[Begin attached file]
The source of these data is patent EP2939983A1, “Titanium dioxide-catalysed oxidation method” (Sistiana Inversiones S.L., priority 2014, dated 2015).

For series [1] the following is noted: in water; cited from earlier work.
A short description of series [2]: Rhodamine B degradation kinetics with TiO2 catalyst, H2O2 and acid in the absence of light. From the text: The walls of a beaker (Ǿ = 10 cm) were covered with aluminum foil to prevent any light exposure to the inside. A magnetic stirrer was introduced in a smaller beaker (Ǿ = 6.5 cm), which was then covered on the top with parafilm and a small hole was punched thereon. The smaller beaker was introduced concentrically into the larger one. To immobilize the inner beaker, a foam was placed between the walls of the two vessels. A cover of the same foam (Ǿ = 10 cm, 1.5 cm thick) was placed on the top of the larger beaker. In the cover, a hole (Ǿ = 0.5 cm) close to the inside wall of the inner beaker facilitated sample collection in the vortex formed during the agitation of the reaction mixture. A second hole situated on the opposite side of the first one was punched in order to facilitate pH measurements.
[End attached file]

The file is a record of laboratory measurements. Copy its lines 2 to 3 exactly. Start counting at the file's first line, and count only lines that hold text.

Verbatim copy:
For series [1] the following is noted: in water; cited from earlier work.
A short description of series [2]: Rhodamine B degradation kinetics with TiO2 catalyst, H2O2 and acid in the absence of light. From the text: The walls of a beaker (Ǿ = 10 cm) were covered with aluminum foil to prevent any light exposure to the inside. A magnetic stirrer was introduced in a smaller beaker (Ǿ = 6.5 cm), which was then covered on the top with parafilm and a small hole was punched thereon. The smaller beaker was introduced concentrically into the larger one. To immobilize the inner beaker, a foam was placed between the walls of the two vessels. A cover of the same foam (Ǿ = 10 cm, 1.5 cm thick) was placed on the top of the larger beaker. In the cover, a hole (Ǿ = 0.5 cm) close to the inside wall of the inner beaker facilitated sample collection in the vortex formed during the agitation of the reaction mixture. A second hole situated on the opposite side of the first one was punched in order to facilitate pH measurements.